Thursday night we found ourselves inside the Death Star, surrounded by Darth Vader (he thinks he’s Obi Wan, yeah, right) and his cronies from Planet Amazon. Apparently there is also a Darth Mar now. And a Countess from South of Broad in Charleston, who was wearing a cast on her foot, broken playing polo with other hoity-toities from CreateSpace (apparently they break every afternoon for a match, if that’s what you call it), which actually would be the title of a really cool science fiction novel: CreateSpace. Or that could be a thriller. I haven’t decided yet, but I’m using the title.
There were some interesting juxtapositions. We met with Amazon, Apple and Google among others. Want to talk about corporate cultures. Amazon, well, they’re like laid back except they’ve got metrics and algorithms and really don’t seem to care what anyone else is doing; which is actually our motto at Cool Gus. We’re doing our thing. We don’t really need to worry about what everyone else is doing, because they aint us. I had Jen Squared with me, which I’ve shortened in talking to my wife, to JT and JP. Jen Talty and Jen Probst.
We actually talked to a human at Apple; which was like a major breakthrough. And while they don’t have Amazon’s laid back attitude, they were very nice and very to the point (we literally got 15 minutes with them, and I think they were timing us). We got boilerplate from them, but good boilerplate. JT was still sitting in the Delta Crown room at LaGuardia downing cranberry juice and trying to figure it out while I was taking off and she emailed this morning saying she’d broken the code, which is good. And BTW, you might notice we’re not telling you what it is. Not because we’re mean, but we’ve come to the understanding that we paid to fly to NYC, stay there, register for BEA, spend two 18 hour days walking the floor and talking to people, and you know what? We got our info and contacts the hard way: we earned them. It’s a service we provide our authors as their publishing partners.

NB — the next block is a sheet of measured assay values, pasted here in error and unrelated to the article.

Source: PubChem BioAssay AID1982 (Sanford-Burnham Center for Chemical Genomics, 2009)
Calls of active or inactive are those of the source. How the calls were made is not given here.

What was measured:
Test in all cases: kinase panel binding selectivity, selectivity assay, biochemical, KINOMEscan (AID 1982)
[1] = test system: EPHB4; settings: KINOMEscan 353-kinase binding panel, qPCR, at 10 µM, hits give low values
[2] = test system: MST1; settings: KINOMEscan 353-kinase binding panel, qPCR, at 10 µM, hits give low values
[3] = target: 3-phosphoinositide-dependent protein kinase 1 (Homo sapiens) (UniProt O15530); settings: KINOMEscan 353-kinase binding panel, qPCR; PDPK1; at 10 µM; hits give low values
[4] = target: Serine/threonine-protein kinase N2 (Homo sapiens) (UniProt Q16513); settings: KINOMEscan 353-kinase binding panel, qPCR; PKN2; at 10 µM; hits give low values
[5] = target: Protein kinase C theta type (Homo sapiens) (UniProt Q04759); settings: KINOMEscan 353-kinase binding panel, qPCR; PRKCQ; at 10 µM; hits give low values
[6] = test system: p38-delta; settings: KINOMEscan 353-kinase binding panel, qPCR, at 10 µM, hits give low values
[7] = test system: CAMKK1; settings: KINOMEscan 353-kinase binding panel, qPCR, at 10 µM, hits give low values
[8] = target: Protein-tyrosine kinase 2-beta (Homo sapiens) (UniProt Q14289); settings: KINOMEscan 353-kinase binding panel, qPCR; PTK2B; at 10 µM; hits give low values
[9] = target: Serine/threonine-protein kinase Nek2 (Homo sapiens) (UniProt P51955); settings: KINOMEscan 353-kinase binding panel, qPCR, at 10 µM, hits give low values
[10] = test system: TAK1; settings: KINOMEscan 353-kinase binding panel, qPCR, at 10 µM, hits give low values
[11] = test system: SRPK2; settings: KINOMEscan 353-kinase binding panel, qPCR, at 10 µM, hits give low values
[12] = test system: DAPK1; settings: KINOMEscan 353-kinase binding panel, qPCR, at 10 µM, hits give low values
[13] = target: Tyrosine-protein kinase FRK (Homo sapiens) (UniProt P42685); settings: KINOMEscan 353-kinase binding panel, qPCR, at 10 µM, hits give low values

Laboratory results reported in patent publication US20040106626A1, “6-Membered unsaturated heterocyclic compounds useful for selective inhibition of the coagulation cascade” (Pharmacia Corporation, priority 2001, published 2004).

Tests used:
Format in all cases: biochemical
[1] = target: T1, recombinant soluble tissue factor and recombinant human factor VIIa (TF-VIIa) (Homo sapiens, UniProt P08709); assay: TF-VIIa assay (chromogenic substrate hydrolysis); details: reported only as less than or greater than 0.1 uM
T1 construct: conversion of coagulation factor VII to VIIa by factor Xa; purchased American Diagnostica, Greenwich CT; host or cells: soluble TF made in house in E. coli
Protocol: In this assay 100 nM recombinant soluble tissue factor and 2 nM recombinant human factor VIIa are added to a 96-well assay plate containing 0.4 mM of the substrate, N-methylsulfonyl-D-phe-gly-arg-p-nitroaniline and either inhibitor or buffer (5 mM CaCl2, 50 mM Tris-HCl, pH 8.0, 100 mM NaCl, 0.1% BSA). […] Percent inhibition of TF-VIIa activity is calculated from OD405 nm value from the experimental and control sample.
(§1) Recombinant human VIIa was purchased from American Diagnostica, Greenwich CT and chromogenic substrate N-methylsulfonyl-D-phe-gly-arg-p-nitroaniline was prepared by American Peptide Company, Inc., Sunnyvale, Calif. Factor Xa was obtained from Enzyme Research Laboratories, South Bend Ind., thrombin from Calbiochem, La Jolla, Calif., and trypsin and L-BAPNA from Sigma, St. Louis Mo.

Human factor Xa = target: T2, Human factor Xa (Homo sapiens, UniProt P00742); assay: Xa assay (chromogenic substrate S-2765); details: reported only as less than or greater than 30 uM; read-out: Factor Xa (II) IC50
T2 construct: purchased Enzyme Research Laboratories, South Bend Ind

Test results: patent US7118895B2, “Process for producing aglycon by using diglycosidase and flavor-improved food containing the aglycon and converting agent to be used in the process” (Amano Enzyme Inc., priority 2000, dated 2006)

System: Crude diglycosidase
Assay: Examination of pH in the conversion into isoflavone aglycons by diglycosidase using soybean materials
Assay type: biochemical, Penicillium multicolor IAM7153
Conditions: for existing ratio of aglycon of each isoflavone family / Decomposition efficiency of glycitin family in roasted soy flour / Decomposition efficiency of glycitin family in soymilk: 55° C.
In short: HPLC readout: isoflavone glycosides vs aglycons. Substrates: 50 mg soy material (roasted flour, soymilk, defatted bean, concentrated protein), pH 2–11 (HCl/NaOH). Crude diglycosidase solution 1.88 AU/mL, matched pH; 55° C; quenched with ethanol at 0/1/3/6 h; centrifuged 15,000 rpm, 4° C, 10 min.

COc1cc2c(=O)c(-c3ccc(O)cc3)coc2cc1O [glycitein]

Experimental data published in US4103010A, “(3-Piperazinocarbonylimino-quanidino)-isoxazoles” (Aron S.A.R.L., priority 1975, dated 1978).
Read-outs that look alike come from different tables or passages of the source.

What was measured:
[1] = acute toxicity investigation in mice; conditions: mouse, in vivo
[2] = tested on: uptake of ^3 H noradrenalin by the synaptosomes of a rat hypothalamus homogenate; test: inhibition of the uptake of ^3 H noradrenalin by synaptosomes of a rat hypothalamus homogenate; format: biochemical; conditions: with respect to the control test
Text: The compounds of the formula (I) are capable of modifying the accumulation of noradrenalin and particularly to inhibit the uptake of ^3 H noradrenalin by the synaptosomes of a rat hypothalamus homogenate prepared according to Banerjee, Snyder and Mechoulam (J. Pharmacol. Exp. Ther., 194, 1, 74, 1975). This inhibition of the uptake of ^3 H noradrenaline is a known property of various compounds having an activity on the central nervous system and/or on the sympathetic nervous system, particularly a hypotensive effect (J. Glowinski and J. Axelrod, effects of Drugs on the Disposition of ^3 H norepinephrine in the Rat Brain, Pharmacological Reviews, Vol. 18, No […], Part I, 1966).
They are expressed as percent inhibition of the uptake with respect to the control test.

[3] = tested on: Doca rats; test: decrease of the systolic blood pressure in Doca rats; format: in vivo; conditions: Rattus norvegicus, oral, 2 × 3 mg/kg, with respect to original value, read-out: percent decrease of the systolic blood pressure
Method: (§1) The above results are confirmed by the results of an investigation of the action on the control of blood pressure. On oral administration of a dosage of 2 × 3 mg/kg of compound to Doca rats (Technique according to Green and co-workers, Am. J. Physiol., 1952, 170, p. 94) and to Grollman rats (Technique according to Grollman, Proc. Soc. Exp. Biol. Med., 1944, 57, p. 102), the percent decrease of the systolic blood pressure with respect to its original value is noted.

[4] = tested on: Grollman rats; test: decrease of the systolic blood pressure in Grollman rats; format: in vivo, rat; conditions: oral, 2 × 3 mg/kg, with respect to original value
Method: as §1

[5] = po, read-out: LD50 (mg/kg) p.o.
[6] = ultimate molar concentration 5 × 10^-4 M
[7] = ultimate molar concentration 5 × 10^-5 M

Plus there’s always the Death Star out there.
Google was also interesting. They were worried we wouldn’t find their room, but they were across from the bathroom on the lowest level, so not a problem. Like I always emailed Terry Brooks when I’d be on book tour in, I think, Lexington KY where this bookstore had photos of authors hanging on the wall and Terry’s was across from the door to the men’s room and I’d tell him I saw him the men’s room in KY.
Last year I noticed something and I noticed it again this year. We are in the digital age right? There are eBooks, correct? Why wasn’t there a single QR Code at any booth where someone could scan it and get a free ARC of whatever book was being promoted? There weren’t as many print ARCs as before but the Fedex station was still full of boxes and I saw plenty of suitcases being packed full of print ARCs. Nice, but not efficient. Seriously. Put a QR code on that huge banner. Or give out postcards with them on it. Heck, at Cool Gus we’ve got QR codes on the back of our business cards. Direct people to a web site where they can download the appropriate format with DRM (which I don’t like but might be appropriate in this case) and then shut the web site down prior to pub date.